To create a vector in R, one of the ways is to use the c() function. The c() function is S4 generic but with an argument list (x, …).
c() in R
The c() is a built-in R generic function that combines its arguments. The c() in R is used to create a vector with explicitly providing values. The default method combines its arguments to form a vector. All arguments are coerced to a common type of the returned value, and all attributes except names are removed.
c(…, recursive = FALSE, use.names = TRUE)
The c() function returns NULL or an expression or a vector of an appropriate mode.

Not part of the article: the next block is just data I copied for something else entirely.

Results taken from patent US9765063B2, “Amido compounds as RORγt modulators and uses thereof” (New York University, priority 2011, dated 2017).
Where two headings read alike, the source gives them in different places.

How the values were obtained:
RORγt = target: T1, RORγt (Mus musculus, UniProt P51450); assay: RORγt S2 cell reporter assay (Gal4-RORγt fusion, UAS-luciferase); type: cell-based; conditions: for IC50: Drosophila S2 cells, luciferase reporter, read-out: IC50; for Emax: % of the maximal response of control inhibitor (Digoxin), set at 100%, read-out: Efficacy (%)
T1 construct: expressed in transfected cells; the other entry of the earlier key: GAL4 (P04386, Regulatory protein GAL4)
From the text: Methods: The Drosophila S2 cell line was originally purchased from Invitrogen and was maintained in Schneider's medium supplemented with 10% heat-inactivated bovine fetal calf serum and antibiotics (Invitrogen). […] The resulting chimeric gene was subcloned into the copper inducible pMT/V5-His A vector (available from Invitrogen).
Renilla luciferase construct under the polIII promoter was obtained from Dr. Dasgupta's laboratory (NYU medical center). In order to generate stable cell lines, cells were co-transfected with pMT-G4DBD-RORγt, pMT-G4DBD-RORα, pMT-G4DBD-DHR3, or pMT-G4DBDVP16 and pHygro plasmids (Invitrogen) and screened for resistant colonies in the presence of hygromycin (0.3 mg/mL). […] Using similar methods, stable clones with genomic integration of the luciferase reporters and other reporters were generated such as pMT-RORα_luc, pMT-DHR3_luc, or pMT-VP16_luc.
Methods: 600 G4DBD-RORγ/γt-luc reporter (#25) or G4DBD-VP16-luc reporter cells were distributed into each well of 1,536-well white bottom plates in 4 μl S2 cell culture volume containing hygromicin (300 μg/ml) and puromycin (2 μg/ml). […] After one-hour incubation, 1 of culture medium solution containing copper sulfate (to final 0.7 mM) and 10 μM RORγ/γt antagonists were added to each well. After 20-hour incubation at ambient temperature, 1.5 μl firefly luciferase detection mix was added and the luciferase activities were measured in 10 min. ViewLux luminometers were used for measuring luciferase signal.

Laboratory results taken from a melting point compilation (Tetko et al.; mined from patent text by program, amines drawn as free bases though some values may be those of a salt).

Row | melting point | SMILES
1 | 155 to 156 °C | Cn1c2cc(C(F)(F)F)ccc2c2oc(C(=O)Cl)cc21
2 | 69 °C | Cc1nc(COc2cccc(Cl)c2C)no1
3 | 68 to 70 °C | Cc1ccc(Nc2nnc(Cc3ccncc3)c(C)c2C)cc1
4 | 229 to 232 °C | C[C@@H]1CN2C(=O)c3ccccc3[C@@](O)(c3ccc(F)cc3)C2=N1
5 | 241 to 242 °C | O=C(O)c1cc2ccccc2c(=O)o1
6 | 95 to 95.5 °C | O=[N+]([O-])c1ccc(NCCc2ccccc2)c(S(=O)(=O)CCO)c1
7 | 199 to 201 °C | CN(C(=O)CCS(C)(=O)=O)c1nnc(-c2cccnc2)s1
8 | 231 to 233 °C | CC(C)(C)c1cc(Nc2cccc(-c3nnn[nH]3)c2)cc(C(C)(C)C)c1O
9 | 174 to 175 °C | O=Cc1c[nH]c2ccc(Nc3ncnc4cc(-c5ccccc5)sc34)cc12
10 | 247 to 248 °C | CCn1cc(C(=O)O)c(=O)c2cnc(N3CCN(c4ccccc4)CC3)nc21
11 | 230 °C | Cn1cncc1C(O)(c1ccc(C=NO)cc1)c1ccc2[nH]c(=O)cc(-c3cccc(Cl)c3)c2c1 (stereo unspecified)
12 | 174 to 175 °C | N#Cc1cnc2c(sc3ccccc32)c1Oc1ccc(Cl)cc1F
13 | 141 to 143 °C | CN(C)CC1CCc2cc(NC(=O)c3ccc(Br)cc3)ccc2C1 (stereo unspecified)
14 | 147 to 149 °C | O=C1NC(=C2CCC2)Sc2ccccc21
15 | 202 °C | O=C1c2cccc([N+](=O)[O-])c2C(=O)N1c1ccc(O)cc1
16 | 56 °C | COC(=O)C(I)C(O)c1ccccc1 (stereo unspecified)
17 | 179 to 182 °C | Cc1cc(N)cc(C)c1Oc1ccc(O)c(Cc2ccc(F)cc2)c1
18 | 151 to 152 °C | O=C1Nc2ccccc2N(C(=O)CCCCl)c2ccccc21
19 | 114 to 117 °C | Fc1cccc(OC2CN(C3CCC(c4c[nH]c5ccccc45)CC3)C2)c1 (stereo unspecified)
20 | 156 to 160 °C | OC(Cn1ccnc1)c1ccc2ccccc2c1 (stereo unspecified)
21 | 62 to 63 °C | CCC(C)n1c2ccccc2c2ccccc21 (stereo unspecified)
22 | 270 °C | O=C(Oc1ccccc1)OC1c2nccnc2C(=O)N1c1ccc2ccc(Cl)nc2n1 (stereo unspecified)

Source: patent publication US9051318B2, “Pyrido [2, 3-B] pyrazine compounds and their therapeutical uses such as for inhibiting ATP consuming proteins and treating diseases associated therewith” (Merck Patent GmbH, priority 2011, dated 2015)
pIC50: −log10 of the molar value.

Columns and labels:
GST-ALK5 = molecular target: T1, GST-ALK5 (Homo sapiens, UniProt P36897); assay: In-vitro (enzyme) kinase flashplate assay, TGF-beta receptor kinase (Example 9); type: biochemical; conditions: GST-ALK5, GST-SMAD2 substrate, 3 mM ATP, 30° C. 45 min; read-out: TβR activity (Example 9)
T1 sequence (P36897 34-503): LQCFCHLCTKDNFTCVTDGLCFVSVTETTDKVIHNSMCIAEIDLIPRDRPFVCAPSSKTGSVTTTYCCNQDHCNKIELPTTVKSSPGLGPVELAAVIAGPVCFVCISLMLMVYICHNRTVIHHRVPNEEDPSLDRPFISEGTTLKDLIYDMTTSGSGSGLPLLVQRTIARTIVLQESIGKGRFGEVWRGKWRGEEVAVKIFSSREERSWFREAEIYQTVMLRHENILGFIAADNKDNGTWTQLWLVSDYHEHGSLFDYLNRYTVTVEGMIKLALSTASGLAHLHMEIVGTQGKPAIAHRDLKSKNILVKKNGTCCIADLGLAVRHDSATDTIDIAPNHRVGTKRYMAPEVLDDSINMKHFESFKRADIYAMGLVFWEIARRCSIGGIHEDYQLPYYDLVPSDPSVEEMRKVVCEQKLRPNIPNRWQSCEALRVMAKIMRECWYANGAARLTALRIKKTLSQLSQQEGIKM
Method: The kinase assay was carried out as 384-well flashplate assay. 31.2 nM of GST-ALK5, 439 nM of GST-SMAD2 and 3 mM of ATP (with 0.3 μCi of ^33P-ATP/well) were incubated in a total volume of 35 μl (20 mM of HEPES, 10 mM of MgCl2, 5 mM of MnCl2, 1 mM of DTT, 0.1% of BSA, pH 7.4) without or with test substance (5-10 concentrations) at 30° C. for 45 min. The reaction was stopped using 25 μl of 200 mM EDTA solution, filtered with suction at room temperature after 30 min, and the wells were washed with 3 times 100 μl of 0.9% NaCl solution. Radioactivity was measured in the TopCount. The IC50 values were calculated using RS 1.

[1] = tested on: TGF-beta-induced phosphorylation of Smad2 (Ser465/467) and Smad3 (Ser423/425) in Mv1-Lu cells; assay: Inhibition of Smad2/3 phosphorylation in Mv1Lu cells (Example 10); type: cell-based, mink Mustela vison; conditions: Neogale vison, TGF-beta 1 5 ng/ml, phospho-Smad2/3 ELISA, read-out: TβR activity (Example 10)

In R, the c() function returns a vector.
rv <- c(19, 21) rv rv rv
 19 21  19  21
If you want to create a vector with 11 entries, use the following function.
data <- (1:11) print(data)
 1 2 3 4 5 6 7 8 9 10 11
Concatenate two vectors using c() function
To concatenate two vectors in R, use the c() function.
p <- c(1, 1) p <- c(1, 5) p <- c(p, c(1, 1.5)) p <- c(p, p) print(p)
 1.0 5.0 1.0 1.5 1.0 5.0 1.0 1.5
You can see that the output is a combined vector.
That is it for the c() function in R.
Krunal Lathiya is an Information Technology Engineer by education and web developer by profession. He has worked with many back-end platforms, including Node.js, PHP, and Python. In addition, Krunal has excellent knowledge of Data Science and Machine Learning, and he is an expert in R Language. Krunal has written many programming blogs, which showcases his vast expertise in this field.